SYNOPSIS
package require Tcl 8.4package require math::optimize ?1.0?
::math::optimize::minimum begin end func maxerr
::math::optimize::maximum begin end func maxerr
::math::optimize::min_bound_1d func begin end ?relerror reltol? ?abserror abstol? ?maxiter maxiter? ?trace traceflag?
::math::optimize::min_unbound_1d func begin end ?relerror reltol? ?abserror abstol? ?maxiter maxiter? ?trace traceflag?
::math::optimize::solveLinearProgram objective constraints
::math::optimize::linearProgramMaximum objective result
::math::optimize::nelderMead objective xVector ?scale xScaleVector? ?ftol epsilon? ?maxiter count? ??trace? flag?
DESCRIPTION
This package implements several optimisation algorithms:
 Minimize or maximize a function over a given interval
 Solve a linear program (maximize a linear function subject to linear constraints)
 Minimize a function of several variables given an initial guess for the location of the minimum.
The package is fully implemented in Tcl. No particular attention has been paid to the accuracy of the calculations. Instead, the algorithms have been used in a straightforward manner.
This document describes the procedures and explains their usage.
PROCEDURES
This package defines the following public procedures:
 ::math::optimize::minimum begin end func maxerr

Minimize the given (continuous) function by examining the values in the
given interval. The procedure determines the values at both ends and in the
centre of the interval and then constructs a new interval of 1/2 length
that includes the minimum. No guarantee is made that the global
minimum is found.
The procedure returns the "x" value for which the function is minimal.
This procedure has been deprecated  use min_bound_1d instead
begin  Start of the interval
end  End of the interval
func  Name of the function to be minimized (a procedure taking one argument).
maxerr  Maximum relative error (defaults to 1.0e4)
 ::math::optimize::maximum begin end func maxerr

Maximize the given (continuous) function by examining the values in the
given interval. The procedure determines the values at both ends and in the
centre of the interval and then constructs a new interval of 1/2 length
that includes the maximum. No guarantee is made that the global
maximum is found.
The procedure returns the "x" value for which the function is maximal.
This procedure has been deprecated  use max_bound_1d instead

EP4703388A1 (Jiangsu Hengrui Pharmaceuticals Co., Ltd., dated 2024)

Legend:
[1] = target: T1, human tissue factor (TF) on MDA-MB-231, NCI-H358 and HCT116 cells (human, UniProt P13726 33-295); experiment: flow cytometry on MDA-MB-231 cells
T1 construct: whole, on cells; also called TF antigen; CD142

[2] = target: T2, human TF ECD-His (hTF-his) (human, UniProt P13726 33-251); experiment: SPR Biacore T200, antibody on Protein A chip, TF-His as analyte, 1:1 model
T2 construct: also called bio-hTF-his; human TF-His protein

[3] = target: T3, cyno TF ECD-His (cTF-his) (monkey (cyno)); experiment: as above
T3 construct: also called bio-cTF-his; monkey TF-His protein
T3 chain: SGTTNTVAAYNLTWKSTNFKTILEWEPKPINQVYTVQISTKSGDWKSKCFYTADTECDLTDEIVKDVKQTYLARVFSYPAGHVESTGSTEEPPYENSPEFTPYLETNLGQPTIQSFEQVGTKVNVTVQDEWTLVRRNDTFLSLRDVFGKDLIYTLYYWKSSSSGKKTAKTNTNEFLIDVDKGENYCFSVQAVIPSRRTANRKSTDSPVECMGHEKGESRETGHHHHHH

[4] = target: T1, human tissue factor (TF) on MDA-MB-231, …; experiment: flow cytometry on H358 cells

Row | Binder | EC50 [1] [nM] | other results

begin  Start of the interval
end  End of the interval
func  Name of the function to be maximized (a procedure taking one argument).
maxerr  Maximum relative error (defaults to 1.0e4)
 ::math::optimize::min_bound_1d func begin end ?relerror reltol? ?abserror abstol? ?maxiter maxiter? ?trace traceflag?

Miminizes a function of one variable in the given interval. The procedure
uses Brent's method of parabolic interpolation, protected by goldensection
subdivisions if the interpolation is not converging. No guarantee is made
that a global minimum is found. The function to evaluate, func,
must be a single Tcl command; it will be evaluated with an abscissa appended
as the last argument.
x1 and x2 are the two bounds of the interval in which the minimum is to be found. They need not be in increasing order.
reltol, if specified, is the desired upper bound on the relative error of the result; default is 1.0e7. The given value should never be smaller than the square root of the machine's floating point precision, or else convergence is not guaranteed. abstol, if specified, is the desired upper bound on the absolute error of the result; default is 1.0e10. Caution must be used with small values of abstol to avoid overflow/underflow conditions; if the minimum is expected to lie about a small but nonzero abscissa, you consider either shifting the function or changing its length scale.
maxiter may be used to constrain the number of function evaluations to be performed; default is 100. If the command evaluates the function more than maxiter times, it returns an error to the caller.